The Liberator

The Liberator “creates intensity that requires best thinking,” ensuring that all members of the organization are working to their full potential. The Liberator understands the important distinction between creating an environment of stress that stifles creativity and limits critical thinking and creating an environment of pressure that asks people to share and defend their thinking and engage collaboratively and constructively with others. The Liberator provides pressure without stress by “offering choice and space for others to contribute, demanding people’s best work, and generating rapid learning cycles.” She doesn’t assume control by telling the team what to think; instead, she defines the challenge and provides the team something to think about. The goal is to invite each person’s best thinking to the task at hand just as the teacher would do with her students in the classroom. In fact, Wiseman asks the critical questions, “Are you leading your staff the same way you want your teachers to be teaching? Does the learning climate in one of your typical staff meetings reflect the kind of learning environment you want your school to provide to students? If you replicated your staff meeting’s learning environmentacross every classroom in your school, would student learning go up or down?” These questions emphasize the need for congruence between how the classroom and how the school as a whole operates. The Tyrant, however, employs her position’s authority to exert control. Rather than engage the power of the collective will, she feels threatened by dissent and builds a clique, a core group of staff members who support her view. 

The Challenger 

The Challenger “extends challenges” to all members of her faculty. She understands that her role is not to solve the organization’s problems. Rather, she acts as a coach and a facilitator, “asking provocative questions to guide discovery, laying down challenges, and generating belief in what is possible.” She employs inquiry as the central method of stretching her staff to consider important questions like “How do we get all students achieving at their capacity?” Her team knows that she relies on each of them to engage with that question, examining their teaching, researching best practices, and evaluating the gap. Conversely, the Know-It-All believes that, as a leader, it is her job to provide answers and action steps. As a result, her team focuses its energy on divining her will rather than confronting problems themselves.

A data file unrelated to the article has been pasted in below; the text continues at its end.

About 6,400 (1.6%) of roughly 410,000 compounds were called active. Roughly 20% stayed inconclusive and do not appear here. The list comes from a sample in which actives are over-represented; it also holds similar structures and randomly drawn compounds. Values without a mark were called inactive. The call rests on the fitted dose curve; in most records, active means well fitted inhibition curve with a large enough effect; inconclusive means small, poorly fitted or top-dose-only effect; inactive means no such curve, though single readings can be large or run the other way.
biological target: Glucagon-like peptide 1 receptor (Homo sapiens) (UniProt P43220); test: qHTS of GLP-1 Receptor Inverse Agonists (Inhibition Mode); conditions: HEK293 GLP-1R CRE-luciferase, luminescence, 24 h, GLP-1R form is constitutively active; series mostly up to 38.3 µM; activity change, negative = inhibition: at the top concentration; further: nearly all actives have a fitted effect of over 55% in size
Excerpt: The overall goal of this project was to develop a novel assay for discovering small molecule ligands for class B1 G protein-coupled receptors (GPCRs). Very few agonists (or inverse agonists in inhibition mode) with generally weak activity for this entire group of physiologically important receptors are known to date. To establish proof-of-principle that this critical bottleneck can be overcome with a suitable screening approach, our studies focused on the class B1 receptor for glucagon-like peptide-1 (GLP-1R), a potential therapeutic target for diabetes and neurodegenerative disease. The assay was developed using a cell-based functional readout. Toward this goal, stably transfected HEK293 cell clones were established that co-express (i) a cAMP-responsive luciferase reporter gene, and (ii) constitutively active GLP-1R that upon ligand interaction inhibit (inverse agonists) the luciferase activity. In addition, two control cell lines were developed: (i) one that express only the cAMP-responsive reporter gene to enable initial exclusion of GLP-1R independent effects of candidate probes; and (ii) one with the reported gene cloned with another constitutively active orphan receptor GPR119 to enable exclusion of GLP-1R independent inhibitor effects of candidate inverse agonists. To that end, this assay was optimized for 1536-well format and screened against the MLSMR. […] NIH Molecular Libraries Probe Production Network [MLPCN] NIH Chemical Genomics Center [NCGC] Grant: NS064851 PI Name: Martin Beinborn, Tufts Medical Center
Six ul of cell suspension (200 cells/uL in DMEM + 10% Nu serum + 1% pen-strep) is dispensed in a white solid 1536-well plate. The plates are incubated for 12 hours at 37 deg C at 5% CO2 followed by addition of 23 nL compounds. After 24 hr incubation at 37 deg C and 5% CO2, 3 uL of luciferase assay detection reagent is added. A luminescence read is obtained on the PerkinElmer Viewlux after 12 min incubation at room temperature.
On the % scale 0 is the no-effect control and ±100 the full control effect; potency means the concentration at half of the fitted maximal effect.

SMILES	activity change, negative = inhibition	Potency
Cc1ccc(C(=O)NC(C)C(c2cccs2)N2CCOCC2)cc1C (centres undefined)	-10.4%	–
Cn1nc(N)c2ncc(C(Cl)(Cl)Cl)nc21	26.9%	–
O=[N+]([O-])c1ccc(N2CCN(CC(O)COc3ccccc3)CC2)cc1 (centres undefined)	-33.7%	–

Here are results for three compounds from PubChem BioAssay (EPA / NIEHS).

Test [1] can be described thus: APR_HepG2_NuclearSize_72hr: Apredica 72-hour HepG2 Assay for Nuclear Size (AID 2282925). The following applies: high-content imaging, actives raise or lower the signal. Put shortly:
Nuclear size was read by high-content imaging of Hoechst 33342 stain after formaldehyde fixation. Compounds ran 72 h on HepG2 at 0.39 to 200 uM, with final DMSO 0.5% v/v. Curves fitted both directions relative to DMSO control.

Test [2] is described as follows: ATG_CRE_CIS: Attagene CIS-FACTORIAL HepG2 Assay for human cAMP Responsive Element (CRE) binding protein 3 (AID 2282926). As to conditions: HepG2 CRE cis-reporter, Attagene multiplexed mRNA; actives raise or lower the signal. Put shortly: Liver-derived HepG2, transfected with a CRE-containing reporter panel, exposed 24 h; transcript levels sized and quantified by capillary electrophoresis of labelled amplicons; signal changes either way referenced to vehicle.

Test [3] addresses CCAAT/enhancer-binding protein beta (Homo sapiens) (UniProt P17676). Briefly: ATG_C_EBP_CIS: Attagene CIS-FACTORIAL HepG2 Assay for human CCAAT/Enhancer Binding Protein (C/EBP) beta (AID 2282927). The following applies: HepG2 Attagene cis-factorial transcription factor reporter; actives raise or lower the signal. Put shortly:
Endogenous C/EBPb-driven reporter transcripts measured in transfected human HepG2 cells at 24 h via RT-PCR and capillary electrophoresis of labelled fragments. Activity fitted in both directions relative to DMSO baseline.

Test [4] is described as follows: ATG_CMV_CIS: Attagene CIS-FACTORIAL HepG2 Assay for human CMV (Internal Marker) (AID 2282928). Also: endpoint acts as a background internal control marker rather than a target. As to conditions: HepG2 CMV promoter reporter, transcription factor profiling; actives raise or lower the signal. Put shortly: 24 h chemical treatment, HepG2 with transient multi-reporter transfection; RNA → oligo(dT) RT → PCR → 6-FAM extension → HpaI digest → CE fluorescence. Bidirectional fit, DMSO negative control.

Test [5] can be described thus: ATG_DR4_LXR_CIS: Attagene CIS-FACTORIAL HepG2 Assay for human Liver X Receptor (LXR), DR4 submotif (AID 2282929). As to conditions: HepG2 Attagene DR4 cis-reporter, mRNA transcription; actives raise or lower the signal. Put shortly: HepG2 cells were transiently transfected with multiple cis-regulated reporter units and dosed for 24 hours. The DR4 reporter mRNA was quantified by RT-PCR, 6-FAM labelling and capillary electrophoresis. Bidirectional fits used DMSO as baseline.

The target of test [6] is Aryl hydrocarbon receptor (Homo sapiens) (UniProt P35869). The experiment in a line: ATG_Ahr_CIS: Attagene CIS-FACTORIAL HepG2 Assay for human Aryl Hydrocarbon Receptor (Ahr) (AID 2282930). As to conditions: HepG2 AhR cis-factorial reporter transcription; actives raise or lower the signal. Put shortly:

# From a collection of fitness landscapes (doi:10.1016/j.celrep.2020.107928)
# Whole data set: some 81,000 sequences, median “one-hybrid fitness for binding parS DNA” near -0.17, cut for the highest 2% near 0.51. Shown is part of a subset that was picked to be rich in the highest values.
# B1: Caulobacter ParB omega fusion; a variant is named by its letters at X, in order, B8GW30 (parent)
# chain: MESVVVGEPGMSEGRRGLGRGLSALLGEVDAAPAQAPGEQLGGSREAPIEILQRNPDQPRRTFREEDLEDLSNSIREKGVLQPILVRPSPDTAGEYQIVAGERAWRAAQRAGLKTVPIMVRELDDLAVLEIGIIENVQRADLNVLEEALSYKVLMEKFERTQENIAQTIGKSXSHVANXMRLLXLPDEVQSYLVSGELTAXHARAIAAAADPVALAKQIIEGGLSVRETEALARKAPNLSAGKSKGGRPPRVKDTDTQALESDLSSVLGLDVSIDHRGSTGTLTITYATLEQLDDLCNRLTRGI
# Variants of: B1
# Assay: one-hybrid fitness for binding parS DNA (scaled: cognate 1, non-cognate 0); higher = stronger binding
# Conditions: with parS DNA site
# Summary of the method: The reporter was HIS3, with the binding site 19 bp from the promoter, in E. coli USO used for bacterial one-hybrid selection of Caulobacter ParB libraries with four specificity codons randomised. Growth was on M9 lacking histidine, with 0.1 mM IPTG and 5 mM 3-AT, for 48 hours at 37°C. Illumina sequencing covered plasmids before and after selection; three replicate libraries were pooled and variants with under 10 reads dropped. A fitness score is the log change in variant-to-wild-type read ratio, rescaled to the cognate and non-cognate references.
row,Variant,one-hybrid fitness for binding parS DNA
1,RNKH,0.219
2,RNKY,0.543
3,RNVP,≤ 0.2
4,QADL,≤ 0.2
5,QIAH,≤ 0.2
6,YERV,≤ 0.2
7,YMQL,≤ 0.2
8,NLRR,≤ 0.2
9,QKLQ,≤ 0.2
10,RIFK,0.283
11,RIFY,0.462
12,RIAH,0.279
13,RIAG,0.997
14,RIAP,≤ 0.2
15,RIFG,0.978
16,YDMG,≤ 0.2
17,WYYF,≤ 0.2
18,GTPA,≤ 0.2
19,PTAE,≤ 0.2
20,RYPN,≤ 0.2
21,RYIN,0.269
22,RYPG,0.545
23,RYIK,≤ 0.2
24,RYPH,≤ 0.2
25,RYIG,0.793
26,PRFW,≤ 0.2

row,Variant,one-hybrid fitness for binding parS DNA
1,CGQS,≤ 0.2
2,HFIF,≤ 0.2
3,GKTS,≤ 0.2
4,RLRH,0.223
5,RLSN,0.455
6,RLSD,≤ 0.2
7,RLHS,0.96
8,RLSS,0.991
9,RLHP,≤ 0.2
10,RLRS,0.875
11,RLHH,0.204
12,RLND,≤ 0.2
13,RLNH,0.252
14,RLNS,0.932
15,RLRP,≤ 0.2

The Community Builder

The Community Builder “builds community decisions” by designing a decision making process that acknowledges and employs the talents, ideas, and passions of the whole. Her process relies on “framing the issue, sparking debate, and driving a transparent decision.” She begins by defining the problem, asking the question, the why, the who, and the how. She engages her team by encouraging discussion, demanding evidence, and providing safety for all voices to be heard. Ultimately, she makes a decision; however, the transparency and inclusivity of the process allows her team members to buy-in. In contrast, the Decision Maker makes pronouncements without employing the collective wisdom of her team or engages only a chosen few from which to seek advice. As a result, she leaves the majority of her faculty either questioning her decision or begrudgingly carrying out orders.

The Investor

The Investor “instills ownership and accountability,” acknowledging her inability to enact lasting change by herself. Wishing to inspire and enable her teachers to lead the charge, she “gives others ownership, provides backup, but holds people accountable.” She understands that by giving her faculty autonomy, a key element of motivation, she empowers them; however, she also underscores that assuming control includes shouldering responsibility. Conversely, the Micro-Manager operates under the mentality that to get things done right and quickly, she must do it herself. Unwilling to fully trust her team, she gives them limited responsibility, making it clear that ultimately control rests with her. As a result, she creates “dependency, disengagement, and disruptive chaos.” Her team’s learned behavior reaffirms the Micro-Manager’s belief that nothing gets done well without her full input, and a cycle perpetuates itself. 

Acknowledging the changing nature of today’s globally connected and competitive world, many schools today are operating under the imperative “innovate or die.” They need strong leadership to self-assess and evolve. Yet, they also are pressured to operate with fewer resources. Multipliers, able to amplify the intelligence and capacity of those around them, are better prepared to face this challenge. Your school, like every other, abounds with talent, energy, and ideas. The key is recognizing that these three do not exist in limited quantities. Have you done the math and recognized the exponential power of multiplication?